A Resource for the Families of Missing and Murdered Indigenous Women and Women

The project, led by Professor Vicki Chartrand, Genner Llanes-Ortiz and Alex Miltsov of the Department of Sociology, is working in partnership with Indigenous partners, including Gitxsan/Wet’suwet’en knowledge custodian and activist Gladys Radek, as well as Knowledge Keeper Tk’emlúpste Secwépemc Viola Thomas. The team also received a grant of nearly $ 300,000 from the Human Resources Research Council of Canada to carry out the project.

The idea began to grow in 2008, when Professor Vicki Chartrand was working with Gladys Radek on the issue of missing and murdered Aboriginal women. Gladys lost a niece in 2005. She traveled five times around the country to address the issue. […] He also linked families and communities to his walks. He was able to give hope to families.

Before the marches, almost no one spoke about the murdered and missing women and girls, Gladys Radek said. This is a topic that does not exist.

When we started the marches, we realized that many families of the victims were working within their communities to raise awareness of their purpose, and lobbying for the necessary resources for the community. »

A quote from Gladys Radek, Gitxsan/Wet’suwet’en Knowledge Keeper and Activist

The combined harassment of all these families led to the holding of the National Inquiry into Missing and Killed Indigenous Women and Women. Gladys Radek was a member of the National Family Advisory Circle, which advised the investigation team. For him, this is proof that the communities themselves can meet their needs, if they have the necessary tools.

All our communities are different, our languages, our cultures are different. So our needs are differentadded Gladys Radek. The government gives money to organizations that do little. Our opinion is rarely taken into account in decisions. Hence the need to identify initiatives, he says, that have a real impact on communities.

Gladys Radek as she holds the photo of her niece, Tamara Chipman, who disappeared near Highway 16, the Highway of Tears, east of Prince Rupert in 2005.

Photo: Courtesy of Gladys Radek)

The two women began documenting activities the families did to support the community, help it heal or prevent violence. We were able to collect 500 community initiativesunderlined Gladys Radek.

To achieve this, interviews were conducted by the team with Indigenous families, the information published in the media was analyzed and all the testimonies of the National Inquiry into Missing and Killed Indigenous Women and Women were read.

Not only does it show that there are vast resources, capabilities and strengths in indigenous communities, but it also reflects the many strengths of justice. [communautaire] added Vicki Chartrand.

These activities are really rich and diverse. These range from public education to community patrols, healing groups, and remembrance and support activities. »

A quote from Vicki Chartrand, Assistant Professor in the Department of Sociology at Bishop’s University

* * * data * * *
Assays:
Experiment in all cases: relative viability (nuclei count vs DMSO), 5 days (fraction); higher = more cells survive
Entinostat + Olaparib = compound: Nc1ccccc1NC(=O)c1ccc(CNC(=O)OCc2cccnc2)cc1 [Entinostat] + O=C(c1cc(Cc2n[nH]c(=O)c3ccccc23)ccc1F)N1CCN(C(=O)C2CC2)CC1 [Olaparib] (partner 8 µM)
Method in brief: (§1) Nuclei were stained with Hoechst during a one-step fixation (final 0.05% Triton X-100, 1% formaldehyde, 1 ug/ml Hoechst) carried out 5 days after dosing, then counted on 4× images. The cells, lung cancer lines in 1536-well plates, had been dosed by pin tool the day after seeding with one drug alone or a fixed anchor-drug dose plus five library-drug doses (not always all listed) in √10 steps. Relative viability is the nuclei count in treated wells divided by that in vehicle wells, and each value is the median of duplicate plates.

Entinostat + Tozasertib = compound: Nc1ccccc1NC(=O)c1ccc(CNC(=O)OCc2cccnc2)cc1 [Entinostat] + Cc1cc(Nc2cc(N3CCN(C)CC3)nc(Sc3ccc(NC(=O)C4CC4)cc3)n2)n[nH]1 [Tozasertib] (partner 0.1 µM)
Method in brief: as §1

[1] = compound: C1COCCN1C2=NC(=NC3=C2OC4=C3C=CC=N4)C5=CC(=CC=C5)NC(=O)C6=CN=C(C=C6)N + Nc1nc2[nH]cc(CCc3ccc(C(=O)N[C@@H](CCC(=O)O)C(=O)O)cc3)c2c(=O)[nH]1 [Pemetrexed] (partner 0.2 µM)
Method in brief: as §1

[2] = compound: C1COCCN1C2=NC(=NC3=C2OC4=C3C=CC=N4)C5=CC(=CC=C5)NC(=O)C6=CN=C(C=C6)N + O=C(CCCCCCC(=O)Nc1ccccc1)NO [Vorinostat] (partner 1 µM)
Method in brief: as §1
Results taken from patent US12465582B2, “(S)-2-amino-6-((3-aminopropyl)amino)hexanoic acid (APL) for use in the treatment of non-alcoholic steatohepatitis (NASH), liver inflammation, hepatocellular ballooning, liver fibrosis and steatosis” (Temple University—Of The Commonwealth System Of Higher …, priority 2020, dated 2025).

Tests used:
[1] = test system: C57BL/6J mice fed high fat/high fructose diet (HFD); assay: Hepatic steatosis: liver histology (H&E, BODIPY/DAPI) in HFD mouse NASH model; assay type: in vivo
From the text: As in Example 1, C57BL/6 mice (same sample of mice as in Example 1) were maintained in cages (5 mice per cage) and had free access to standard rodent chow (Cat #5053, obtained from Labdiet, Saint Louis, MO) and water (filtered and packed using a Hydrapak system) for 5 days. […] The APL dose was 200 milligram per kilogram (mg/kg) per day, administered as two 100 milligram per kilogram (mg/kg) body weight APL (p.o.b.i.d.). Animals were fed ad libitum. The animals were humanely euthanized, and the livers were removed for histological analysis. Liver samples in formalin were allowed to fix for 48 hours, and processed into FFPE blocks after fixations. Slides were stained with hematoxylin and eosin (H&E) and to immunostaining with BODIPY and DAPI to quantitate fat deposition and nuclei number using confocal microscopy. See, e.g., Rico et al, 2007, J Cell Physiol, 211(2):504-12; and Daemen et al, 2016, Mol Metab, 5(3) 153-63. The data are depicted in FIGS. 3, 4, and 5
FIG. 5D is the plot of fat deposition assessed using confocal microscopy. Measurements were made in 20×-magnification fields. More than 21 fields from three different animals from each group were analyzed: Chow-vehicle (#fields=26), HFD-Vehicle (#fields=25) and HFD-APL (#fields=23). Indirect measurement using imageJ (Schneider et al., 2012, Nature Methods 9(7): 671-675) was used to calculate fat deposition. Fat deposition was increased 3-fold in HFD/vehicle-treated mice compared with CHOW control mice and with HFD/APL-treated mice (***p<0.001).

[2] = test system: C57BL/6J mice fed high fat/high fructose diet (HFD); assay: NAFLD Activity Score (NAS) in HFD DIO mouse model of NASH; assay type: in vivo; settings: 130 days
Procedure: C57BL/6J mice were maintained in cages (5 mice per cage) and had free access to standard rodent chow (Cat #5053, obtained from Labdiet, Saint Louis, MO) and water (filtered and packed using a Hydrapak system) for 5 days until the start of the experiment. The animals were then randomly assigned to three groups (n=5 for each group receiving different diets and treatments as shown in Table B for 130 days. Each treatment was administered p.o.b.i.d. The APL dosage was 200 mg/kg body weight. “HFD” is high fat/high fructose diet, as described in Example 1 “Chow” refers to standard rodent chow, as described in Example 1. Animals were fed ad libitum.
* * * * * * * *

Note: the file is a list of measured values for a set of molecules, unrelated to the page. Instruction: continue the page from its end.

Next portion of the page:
Drag Red is one of the initiatives that marked Vicki Chartrand. Launched in 2014 following the discovery of Tina Fontaine’s body in Winnipeg’s Red River, the project aims to examine the river for human remains that may match missing Indigenous people.

Police did not want to search the river further because they said it was dangerous and ineffective, he explained. The community decided to search the river to determine if other women were missing. They pooled their resources. They have developed toolkits. For me, this is a community response. It is more than imagination and capacities that the state can afford.

What I see is justice going to the communities themselves with support and resources. »

A quote from Vicki Chartrand, Assistant Professor in the Department of Sociology at Bishop’s University
The metal structure of a boat rests on an assembly line.

To find the bottom of the river, a boat was made in the workshops of the company Zag Fab Boats, in Manitoba.

Photo: Unifor/Twitter

By sharing her resources on the web, Vicki Chartrand hopes to make them more accessible to all communities. Other families can use these resources, he explained. Gladys Radek also said communities can get inspiration from what is being done elsewhere.

Some communities have resources for young people, others do not, he gives as an example. Our job is also to find what can help these communities, and help them get them. Our government must put the money in the right resources.

Vicki Chartrand explained that there are still a few steps to go through before this directory can be put online, but she hopes this resource will be available in 2025.

The team is now working with seven partners, but wants to find more. They are really open to the possibility of having resources developed by indigenous peoples, and not just by the Statehe concludes.

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